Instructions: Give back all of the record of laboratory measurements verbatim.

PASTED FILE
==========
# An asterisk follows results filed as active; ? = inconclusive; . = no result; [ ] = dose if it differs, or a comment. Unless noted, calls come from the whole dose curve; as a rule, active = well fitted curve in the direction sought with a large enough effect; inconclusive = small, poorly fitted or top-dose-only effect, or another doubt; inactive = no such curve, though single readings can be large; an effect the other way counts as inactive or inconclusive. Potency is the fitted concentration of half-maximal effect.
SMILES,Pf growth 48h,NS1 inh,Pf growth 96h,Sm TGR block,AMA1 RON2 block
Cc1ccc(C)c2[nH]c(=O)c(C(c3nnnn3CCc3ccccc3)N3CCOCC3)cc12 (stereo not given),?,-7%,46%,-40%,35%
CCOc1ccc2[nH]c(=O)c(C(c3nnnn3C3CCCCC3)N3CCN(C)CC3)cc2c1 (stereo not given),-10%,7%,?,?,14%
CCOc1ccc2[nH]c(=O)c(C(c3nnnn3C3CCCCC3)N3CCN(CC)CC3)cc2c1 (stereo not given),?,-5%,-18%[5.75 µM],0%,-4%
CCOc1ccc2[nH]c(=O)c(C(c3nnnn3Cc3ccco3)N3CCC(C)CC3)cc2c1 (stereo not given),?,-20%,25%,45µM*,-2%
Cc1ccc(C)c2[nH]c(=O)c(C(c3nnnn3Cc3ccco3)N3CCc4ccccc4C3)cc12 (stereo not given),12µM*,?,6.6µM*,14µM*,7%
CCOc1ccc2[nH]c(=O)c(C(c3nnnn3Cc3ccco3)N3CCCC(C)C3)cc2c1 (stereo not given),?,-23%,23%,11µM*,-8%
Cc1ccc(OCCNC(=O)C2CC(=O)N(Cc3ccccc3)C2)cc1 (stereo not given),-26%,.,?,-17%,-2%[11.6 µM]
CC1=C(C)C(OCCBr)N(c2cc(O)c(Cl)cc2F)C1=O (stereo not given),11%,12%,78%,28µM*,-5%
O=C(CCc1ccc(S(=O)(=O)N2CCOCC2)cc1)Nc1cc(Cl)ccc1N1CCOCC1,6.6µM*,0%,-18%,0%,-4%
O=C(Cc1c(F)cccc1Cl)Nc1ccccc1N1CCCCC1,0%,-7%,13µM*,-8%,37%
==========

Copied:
# An asterisk follows results filed as active; ? = inconclusive; . = no result; [ ] = dose if it differs, or a comment. Unless noted, calls come from the whole dose curve; as a rule, active = well fitted curve in the direction sought with a large enough effect; inconclusive = small, poorly fitted or top-dose-only effect, or another doubt; inactive = no such curve, though single readings can be large; an effect the other way counts as inactive or inconclusive. Potency is the fitted concentration of half-maximal effect.
SMILES,Pf growth 48h,NS1 inh,Pf growth 96h,Sm TGR block,AMA1 RON2 block
Cc1ccc(C)c2[nH]c(=O)c(C(c3nnnn3CCc3ccccc3)N3CCOCC3)cc12 (stereo not given),?,-7%,46%,-40%,35%
CCOc1ccc2[nH]c(=O)c(C(c3nnnn3C3CCCCC3)N3CCN(C)CC3)cc2c1 (stereo not given),-10%,7%,?,?,14%
CCOc1ccc2[nH]c(=O)c(C(c3nnnn3C3CCCCC3)N3CCN(CC)CC3)cc2c1 (stereo not given),?,-5%,-18%[5.75 µM],0%,-4%
CCOc1ccc2[nH]c(=O)c(C(c3nnnn3Cc3ccco3)N3CCC(C)CC3)cc2c1 (stereo not given),?,-20%,25%,45µM*,-2%
Cc1ccc(C)c2[nH]c(=O)c(C(c3nnnn3Cc3ccco3)N3CCc4ccccc4C3)cc12 (stereo not given),12µM*,?,6.6µM*,14µM*,7%
CCOc1ccc2[nH]c(=O)c(C(c3nnnn3Cc3ccco3)N3CCCC(C)C3)cc2c1 (stereo not given),?,-23%,23%,11µM*,-8%
Cc1ccc(OCCNC(=O)C2CC(=O)N(Cc3ccccc3)C2)cc1 (stereo not given),-26%,.,?,-17%,-2%[11.6 µM]
CC1=C(C)C(OCCBr)N(c2cc(O)c(Cl)cc2F)C1=O (stereo not given),11%,12%,78%,28µM*,-5%
O=C(CCc1ccc(S(=O)(=O)N2CCOCC2)cc1)Nc1cc(Cl)ccc1N1CCOCC1,6.6µM*,0%,-18%,0%,-4%
O=C(Cc1c(F)cccc1Cl)Nc1ccccc1N1CCCCC1,0%,-7%,13µM*,-8%,37%